***September is my birthday month. In honor of that each day up until my birthday I will be sharing a picture of when I was younger. Along with that photo, I will attach something I would write to my younger self. If you are just joining in Part 1 Part 2 Part 3 Part 4 Part 5 Part 6 Part 7 Part 8 Part 9 Part 10
You never wanted to be a mother. That sounds odd now seeing that you have not one but three children. However odd it sounds it is true. You weren’t interested in getting married or starting a family. You wanted to be a career woman. Working in NYC or some big city with a high profile job.
Well, sometimes the universe has other plans for us. Eventually you’ll meet a boy at college. You think you like each other. You think maybe you should get married. You get engaged. You set a date. You change the date. One of your roommates comes home with a flier about a trip to Europe through the university. “If it is meant to be, then it will still be meant to be after I get back from Europe.” That is what you told yourself. He understood.
Your group of roommates went to Europe. It was everything and more you could have hoped for. We won’t get into the details. That is an entirely different blog post. After the trip, you get married a few weeks later. Time passes by, and you think about having a child. You had goals of obtaining a master’s degree. That urge to have a baby was loud. It felt weird because that wasn’t in your plans. You decided if you were not going to get a master’s degree then at least you would receive your bachelor's degree.
You were stubborn with the maternal feeling. You thought, pondered, and prayed about it. The answer hit you over the head that was so obvious you felt sheepish for doubting. You walked across the stage and accepted your bachelor's’ degree five months pregnant.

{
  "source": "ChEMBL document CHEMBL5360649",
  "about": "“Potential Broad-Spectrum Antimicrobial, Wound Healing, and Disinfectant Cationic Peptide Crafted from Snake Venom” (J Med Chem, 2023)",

That April you gave birth to a baby girl. “What am I supposed to do with her?” You asked. Shortly after she was born your little family moved across the country for your husband's job. she was two weeks old.
While you were pregnant you read up on everything about pregnancy and baby. You skipped over a certain chapter that you should have read. You said that would never happen to you. The chapter was on Postpartum Depression.
That isn’t a real thing. Well Donna, it is, and we had it. We didn’t know what it was at the time. Our loved ones around us just thought we were crazy. You didn’t know what to do with this new baby. You felt as though you were babysitting and you were waiting for her parents to come home. Why wouldn’t she stop crying? Why wouldn't you stop crying? Why didn’t you feel a maternal bond towards her? Would you ever? Days turn into weeks. Weeks turn into months. Months turn into a year. We suffered with Postpartum for almost a year, and had no idea what it was. We didn’t know how to ask for help. The other young mothers around us seemed to enjoy being a mother so much. You didn’t. You felt embarrassed that you weren’t the breastfeeding poster child for the La Leche club. You basically fed the baby, changed the diaper, and put her to sleep. That is it.
Younger Donna (Since you aren’t so little anymore) I want you to know that having Postpartum Depression is normal. It happens. Don’t feel ashamed. It is OK to ask for help. It is OK to feel like you don’t know what you are doing. It is OK to stand in the shower and weep. It is OK to let your feelings out. Not everyone experiences motherhood in the same way. It is OK if you don’t breastfeed. It is OK if you use a bottle. It is OK if you use cloth diapers. It is OK if you use disposable diapers. We are all just trying to do the best we can with what we have. That little baby needs you. She was sent to you for a reason. It will get better I promise. The second and third time around you will know what to look for and how to handle it. Just breathe everything is going to be OK.